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LOS ANGELES – Because of plans announced Nov. 18 to curb production at all plants in the U.S. and Canada next month, Toyota Motor Corp. will lose some Venza production during the cross/utility vehicle’s launch month.

“We’ll have a couple hundred less (Venzas) than we anticipated for December,” Bob Carter, group vice president and general manager for Toyota Motor Sales U.S.A. Inc.’s Toyota Div. tells Ward’s at the Los Angeles auto show.

Toyota is shutting down its plants for the Christmas holiday Dec. 22, two days earlier than normal. Included in the early closing is Georgetown, KY, where the Venza CUV and Camry and Avalon passenger cars are produced.

However, Carter says the auto maker will make up for the lost Venza output in the first quarter, when it will launch a marketing campaign for the 2-row CUV.

“Those Venzas will come out of the fourth quarter (and) come back in the first quarter,” he says, noting all 8,900 units Toyota will lose by taking down production two extra days next month will be recovered by the end of Q1.

“It’s nothing more than shifting (units to be built) from one quarter to the next,” Carter says. “We do that all the time. I’m surprised this one got as much play as it did.”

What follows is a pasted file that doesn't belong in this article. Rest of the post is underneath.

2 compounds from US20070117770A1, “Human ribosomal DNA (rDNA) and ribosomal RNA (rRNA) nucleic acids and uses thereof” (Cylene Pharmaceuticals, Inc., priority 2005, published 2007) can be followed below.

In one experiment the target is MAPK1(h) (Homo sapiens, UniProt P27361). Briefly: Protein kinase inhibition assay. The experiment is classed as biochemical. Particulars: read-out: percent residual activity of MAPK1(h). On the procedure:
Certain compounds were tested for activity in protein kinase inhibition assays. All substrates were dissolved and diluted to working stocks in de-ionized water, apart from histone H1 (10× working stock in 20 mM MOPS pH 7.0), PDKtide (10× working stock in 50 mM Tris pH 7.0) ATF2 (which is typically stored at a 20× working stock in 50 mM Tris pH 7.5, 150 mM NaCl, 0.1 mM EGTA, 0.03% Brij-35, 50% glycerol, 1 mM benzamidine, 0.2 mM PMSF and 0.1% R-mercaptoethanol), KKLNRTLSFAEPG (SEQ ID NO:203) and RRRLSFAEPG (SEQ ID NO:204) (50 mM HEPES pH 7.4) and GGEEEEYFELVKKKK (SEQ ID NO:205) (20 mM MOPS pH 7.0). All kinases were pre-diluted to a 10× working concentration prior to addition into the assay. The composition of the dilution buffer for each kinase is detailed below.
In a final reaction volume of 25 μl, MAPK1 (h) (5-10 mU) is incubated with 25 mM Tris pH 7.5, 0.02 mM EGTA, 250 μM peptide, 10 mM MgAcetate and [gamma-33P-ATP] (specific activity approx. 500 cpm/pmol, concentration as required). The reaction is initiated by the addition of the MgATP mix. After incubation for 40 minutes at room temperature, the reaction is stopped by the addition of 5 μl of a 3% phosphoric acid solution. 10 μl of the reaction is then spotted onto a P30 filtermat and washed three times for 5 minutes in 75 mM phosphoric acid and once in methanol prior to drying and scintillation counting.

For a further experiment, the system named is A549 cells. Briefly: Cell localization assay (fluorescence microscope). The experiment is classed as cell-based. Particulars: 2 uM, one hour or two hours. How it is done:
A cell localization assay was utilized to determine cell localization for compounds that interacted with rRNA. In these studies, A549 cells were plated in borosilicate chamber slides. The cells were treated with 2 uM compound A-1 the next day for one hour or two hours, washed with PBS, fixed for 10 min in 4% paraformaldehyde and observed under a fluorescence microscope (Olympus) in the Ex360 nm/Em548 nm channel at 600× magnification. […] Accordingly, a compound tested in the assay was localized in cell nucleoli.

Toyota begins shipment of the Venza from Georgetown this Friday, he says.

Meanwhile, Carter calls recent reports out of Japan that Toyota will push back the start date of Prius hybrid-electric vehicle production in Mississippi false.

“Speculation that was printed in some of the Japanese papers about the postponement of Mississippi was purely speculation,” he says. “There’s no decision made at this point.”

Toyota is to begin building the next-generation Prius in Blue Springs, MS, in late 2010. The Nikkei business daily said the auto maker was considering delaying the start of production until 2011 or later in light of the current global economic crisis.

But Toyota has been chronically short of its best-selling HEV on and off for years, and Carter says he needs all the Priuses he can get.

“When I pull the cover off the (next-generation) Prius in January (at the Detroit auto show)…I want them all, and I don’t think I can get enough out of the current manufacturing base.”

However, Carter does reiterate Toyota’s plan, revealed Nov. 6, to review the timing and scale of projects it has announced via a committee headed by TMC President Katsuaki Watanabe.

The Emergency Profit Improvement Committee was formed as Toyota disclosed it was halving its fiscal net income forecast due to the global economic crisis, and surging yen, impacting the auto maker’s profitability.

cschweinsberg@wardsauto.com